It’s amazing what happens when we get ALL of the details.
One little detail can clear up a ton of confusion, can save a lot of money or time, can change a conversation, can make a decision easier.
Recently I had some trouble with my son’s car. Some exhaust trouble.
OK, so, maybe trouble isn’t the right word. It’s more like two words. Falling off.
Just a little back story. This is a really old car that has been a good beater car for him but with the age comes things like exhaust pipes giving out.
So, after I had him pull it into a parking lot I was able to go back to it with some coat hangers and at least get everything off the ground and drivable until we could get it repaired.
So, I dropped it off at a repair shop and they called me the next morning with a quote to repair it. Let’s call that quote Super High Price A. I decided to get a second opinion so I took it to my brother-in-law who does auto repair (but was already working on another one of our vehicles).
He took a look and gave me a quote as well. Let’s call that quote More Resonable Quote B.
Now I expected some difference in prices but in this case it was pretty extreme. And it wouldn’t have made sense except for one small detail. The first place doesn’t do any welding. My brother-in-law does.
So, the first place was going to need to replace the whole exhaust system. My brother-in-law was able to repair and patch the pipe.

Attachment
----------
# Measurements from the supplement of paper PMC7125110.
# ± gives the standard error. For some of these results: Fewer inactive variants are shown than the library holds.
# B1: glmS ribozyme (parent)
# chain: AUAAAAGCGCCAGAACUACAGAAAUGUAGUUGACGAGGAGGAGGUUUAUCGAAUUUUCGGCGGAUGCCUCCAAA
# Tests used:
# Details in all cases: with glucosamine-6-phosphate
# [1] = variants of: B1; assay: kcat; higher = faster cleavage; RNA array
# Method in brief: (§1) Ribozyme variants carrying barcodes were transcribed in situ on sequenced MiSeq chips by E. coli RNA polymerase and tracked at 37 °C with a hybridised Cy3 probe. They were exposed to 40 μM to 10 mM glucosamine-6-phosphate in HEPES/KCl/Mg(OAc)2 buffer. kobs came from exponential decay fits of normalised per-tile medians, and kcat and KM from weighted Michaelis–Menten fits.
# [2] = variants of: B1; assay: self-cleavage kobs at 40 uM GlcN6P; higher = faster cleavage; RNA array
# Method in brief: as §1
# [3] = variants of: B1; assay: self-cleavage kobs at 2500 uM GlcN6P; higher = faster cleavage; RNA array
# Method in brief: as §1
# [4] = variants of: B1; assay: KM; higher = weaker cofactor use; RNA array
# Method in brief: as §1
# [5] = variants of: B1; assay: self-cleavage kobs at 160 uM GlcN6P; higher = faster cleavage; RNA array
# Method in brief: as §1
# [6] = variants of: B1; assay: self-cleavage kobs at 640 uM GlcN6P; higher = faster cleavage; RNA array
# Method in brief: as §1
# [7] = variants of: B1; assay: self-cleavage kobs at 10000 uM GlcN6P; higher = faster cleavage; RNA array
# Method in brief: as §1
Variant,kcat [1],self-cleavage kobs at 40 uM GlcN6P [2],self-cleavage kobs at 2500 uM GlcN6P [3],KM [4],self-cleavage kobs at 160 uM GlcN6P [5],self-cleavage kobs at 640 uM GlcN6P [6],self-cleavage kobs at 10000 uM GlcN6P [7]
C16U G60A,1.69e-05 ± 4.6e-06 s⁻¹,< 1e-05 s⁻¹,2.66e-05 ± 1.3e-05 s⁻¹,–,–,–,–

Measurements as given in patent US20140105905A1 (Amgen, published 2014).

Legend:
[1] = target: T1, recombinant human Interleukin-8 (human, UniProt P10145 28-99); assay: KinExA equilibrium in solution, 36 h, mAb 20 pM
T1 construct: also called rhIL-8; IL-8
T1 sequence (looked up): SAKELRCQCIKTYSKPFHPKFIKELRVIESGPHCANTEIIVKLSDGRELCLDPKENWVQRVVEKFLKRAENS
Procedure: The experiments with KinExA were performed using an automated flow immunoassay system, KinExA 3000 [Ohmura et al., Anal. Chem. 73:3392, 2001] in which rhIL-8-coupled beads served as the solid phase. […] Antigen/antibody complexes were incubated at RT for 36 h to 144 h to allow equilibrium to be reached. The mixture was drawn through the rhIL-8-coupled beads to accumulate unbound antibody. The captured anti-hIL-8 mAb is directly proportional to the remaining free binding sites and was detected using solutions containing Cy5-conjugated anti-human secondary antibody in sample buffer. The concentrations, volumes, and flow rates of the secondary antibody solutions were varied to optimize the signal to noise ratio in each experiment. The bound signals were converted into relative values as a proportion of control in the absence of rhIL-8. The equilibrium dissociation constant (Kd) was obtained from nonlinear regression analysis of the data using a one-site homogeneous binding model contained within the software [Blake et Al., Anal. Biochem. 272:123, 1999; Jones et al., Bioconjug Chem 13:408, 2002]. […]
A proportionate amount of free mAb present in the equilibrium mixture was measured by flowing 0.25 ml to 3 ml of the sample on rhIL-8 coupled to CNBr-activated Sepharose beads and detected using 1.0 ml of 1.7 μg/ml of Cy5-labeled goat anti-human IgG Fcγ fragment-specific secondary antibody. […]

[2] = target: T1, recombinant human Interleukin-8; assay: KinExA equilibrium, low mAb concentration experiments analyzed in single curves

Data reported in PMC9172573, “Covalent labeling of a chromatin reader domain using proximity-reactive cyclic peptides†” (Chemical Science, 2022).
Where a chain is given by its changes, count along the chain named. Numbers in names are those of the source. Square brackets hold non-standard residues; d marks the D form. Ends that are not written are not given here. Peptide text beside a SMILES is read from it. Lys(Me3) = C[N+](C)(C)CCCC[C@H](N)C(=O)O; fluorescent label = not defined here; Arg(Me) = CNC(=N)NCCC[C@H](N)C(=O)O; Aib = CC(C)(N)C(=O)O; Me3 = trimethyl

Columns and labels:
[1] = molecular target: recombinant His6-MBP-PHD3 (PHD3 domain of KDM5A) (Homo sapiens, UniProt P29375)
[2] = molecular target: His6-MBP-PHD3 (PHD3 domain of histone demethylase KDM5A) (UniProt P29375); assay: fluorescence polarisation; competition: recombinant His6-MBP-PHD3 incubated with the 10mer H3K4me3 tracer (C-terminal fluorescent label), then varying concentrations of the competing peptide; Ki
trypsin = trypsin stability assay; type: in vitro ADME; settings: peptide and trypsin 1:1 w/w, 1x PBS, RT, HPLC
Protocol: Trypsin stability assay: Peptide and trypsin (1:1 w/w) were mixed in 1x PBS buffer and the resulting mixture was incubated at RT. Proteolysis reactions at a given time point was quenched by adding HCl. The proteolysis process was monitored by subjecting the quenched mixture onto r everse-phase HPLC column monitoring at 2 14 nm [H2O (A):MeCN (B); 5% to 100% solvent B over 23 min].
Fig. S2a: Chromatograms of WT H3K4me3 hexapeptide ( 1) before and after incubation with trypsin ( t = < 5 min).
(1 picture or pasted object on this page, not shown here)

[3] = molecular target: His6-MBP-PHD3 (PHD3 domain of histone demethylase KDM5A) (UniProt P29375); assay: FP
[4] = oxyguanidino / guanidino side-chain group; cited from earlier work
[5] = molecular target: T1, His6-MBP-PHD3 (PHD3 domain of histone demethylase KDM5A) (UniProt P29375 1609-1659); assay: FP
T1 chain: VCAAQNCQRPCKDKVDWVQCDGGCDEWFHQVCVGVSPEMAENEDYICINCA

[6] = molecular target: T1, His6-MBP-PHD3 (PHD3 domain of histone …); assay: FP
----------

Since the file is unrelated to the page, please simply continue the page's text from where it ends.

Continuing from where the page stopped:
Details are crucial in the workplace as well.
In our organizations, details can affect both our people AND our processes
I’m sure you’ve seen it happen. Miscommunication. Assumptions. A customer interaction gone wrong. Poor quality product or service. Disgruntled team members. Strained relationships.
Often all just a result of a single, seemingly small detail.
So, it’s really important to cultivate a culture where all the details matter and it’s OK to risk overcommunicating in order to make sure that no crucial details are left out.
If you tell someone something that they already know, they can say “yep” and go on to the next thing.
But if you assume they should know it or a word or step was left out, that’s when the problems start.
Encourage your people to think outside the box when it comes to filling in details. Maybe it means taking a picture or a screenshot or a video to capture something important that others might miss.
You never know what missing detail is going to come back and bite you.
As for my son’s car? It’s running great and I’m thankful to have had all the details.
Then reach out to me on Instagram at @shawnwashburn7 and shoot me a message to let me know what you thought!